Bats use polarized light to navigate

Natural Environment Research Council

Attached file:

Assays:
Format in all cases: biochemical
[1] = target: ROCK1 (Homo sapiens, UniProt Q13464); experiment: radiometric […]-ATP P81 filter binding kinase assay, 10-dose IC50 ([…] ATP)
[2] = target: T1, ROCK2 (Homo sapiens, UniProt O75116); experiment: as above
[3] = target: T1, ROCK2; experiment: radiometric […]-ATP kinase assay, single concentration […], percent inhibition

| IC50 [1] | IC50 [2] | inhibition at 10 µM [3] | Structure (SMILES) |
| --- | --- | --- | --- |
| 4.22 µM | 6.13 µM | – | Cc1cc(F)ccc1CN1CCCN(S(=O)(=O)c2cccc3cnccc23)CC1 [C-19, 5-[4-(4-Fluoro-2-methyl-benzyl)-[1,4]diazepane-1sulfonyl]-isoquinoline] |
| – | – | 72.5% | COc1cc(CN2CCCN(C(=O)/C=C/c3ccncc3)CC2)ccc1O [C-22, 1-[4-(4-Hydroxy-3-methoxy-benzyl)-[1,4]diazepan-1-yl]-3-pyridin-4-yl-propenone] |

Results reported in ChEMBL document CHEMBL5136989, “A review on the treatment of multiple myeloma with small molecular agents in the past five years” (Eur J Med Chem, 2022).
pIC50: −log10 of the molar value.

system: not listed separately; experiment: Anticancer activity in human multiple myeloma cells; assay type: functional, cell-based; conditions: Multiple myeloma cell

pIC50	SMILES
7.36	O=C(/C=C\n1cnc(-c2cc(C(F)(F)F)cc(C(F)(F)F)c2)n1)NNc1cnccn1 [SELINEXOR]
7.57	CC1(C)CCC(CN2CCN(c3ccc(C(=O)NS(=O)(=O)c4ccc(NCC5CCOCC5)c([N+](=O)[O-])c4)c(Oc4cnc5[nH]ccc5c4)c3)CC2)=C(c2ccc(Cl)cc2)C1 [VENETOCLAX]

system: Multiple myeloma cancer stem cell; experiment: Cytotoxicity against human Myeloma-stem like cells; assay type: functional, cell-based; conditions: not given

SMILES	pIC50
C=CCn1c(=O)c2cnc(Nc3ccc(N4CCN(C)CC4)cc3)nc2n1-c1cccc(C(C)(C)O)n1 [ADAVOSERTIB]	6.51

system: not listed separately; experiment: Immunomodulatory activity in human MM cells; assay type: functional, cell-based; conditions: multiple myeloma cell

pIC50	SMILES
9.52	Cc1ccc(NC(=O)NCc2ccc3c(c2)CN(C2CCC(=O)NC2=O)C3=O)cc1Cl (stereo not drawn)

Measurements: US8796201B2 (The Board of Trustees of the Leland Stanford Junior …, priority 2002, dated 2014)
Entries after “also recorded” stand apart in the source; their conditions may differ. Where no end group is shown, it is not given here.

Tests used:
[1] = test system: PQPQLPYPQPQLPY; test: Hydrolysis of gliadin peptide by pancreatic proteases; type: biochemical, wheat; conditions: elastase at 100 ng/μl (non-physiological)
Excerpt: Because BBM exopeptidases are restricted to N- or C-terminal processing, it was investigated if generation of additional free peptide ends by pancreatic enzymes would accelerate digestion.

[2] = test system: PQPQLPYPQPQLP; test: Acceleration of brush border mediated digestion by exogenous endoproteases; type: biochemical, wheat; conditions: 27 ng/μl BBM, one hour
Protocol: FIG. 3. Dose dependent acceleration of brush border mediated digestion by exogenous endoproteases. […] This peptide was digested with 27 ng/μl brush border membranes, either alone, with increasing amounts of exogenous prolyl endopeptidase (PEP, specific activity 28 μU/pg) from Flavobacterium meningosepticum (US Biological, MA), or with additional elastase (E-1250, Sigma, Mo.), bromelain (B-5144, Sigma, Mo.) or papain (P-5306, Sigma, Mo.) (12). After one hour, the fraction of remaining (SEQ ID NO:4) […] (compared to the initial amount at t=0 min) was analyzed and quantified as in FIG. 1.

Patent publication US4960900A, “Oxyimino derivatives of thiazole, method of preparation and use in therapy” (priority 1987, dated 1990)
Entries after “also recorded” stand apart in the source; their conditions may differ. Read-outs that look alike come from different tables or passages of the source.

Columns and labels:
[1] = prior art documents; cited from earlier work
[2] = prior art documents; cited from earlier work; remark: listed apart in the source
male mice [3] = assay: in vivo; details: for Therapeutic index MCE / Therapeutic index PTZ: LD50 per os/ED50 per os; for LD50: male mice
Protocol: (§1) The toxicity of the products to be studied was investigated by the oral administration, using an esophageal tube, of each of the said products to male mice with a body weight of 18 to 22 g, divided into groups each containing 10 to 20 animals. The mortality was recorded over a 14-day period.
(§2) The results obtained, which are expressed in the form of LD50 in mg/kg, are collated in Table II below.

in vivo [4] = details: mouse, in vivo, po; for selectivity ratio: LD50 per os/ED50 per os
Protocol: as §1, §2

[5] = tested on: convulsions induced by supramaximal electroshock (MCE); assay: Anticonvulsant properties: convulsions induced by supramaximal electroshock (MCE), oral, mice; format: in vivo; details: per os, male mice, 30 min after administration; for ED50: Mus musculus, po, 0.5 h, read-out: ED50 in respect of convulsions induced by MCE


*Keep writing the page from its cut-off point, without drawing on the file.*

Credit: Stefan Greif Scientists have discovered that greater mouse-eared bats use polarisation patterns in the sky to navigate – the first mammal that’s known to do this. ‘We know that other animals use polarisation patterns in the sky, and we have at least some idea how they do it: bees have specially-adapted photoreceptors in their eyes, and birds, fish, amphibians and reptiles all have cone cell structures in their eyes which may help them to detect polarisation,’ says Dr Richard Holland of Queen’s University Belfast, co-author of the study. They’re clearest in a strip across the sky 90° from the position of the sun at sunset or sunrise. They found the bats that had been shown a shifted pattern of polarised light headed off in a direction shifted at right angles from the controls released at the same time. ‘We know that bats must be ‘seeing’ the turbines, but it seems that the air pressure patterns around working turbines give the bats what’s akin to the bends,’ says Holland.

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